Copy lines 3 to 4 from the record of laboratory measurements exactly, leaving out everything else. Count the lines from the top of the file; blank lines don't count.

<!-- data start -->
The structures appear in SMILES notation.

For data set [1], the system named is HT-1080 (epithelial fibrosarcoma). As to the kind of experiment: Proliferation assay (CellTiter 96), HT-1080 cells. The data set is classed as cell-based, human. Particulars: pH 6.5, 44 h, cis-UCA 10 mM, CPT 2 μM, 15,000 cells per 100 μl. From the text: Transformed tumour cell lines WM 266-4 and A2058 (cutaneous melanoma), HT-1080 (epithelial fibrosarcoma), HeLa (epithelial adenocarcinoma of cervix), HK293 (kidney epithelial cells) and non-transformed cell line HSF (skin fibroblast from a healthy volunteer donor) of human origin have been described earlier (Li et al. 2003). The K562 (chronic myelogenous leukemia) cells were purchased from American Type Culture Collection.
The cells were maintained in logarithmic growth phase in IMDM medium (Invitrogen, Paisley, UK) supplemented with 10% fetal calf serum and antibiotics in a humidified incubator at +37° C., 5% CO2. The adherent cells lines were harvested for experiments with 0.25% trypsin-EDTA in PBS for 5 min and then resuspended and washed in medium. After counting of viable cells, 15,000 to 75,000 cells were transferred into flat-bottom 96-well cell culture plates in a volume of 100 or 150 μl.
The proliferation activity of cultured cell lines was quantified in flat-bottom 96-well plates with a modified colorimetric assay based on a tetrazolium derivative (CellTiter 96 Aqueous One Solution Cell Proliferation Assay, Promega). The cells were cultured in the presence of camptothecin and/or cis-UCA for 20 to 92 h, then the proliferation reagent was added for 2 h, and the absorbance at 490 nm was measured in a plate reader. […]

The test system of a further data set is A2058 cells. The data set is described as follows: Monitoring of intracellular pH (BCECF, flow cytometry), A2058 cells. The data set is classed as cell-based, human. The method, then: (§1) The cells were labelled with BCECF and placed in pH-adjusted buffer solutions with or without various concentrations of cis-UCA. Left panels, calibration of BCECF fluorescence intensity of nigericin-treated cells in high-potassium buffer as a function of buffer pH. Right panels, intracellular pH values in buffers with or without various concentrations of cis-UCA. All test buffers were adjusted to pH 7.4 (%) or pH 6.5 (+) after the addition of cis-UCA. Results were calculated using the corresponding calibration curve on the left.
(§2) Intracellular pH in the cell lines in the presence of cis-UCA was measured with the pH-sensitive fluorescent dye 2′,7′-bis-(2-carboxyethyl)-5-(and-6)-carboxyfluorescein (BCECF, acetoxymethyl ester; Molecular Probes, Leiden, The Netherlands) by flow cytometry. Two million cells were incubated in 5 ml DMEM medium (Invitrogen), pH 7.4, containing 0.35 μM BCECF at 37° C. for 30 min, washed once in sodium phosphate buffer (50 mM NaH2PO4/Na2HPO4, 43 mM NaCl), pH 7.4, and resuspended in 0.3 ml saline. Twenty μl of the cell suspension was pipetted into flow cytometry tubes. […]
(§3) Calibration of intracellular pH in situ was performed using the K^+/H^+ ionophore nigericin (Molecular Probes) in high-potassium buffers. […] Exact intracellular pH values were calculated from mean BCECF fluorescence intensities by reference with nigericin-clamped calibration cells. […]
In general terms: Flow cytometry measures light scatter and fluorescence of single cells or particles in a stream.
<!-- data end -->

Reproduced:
The cells were maintained in logarithmic growth phase in IMDM medium (Invitrogen, Paisley, UK) supplemented with 10% fetal calf serum and antibiotics in a humidified incubator at +37° C., 5% CO2. The adherent cells lines were harvested for experiments with 0.25% trypsin-EDTA in PBS for 5 min and then resuspended and washed in medium. After counting of viable cells, 15,000 to 75,000 cells were transferred into flat-bottom 96-well cell culture plates in a volume of 100 or 150 μl.
The proliferation activity of cultured cell lines was quantified in flat-bottom 96-well plates with a modified colorimetric assay based on a tetrazolium derivative (CellTiter 96 Aqueous One Solution Cell Proliferation Assay, Promega). The cells were cultured in the presence of camptothecin and/or cis-UCA for 20 to 92 h, then the proliferation reagent was added for 2 h, and the absorbance at 490 nm was measured in a plate reader. […]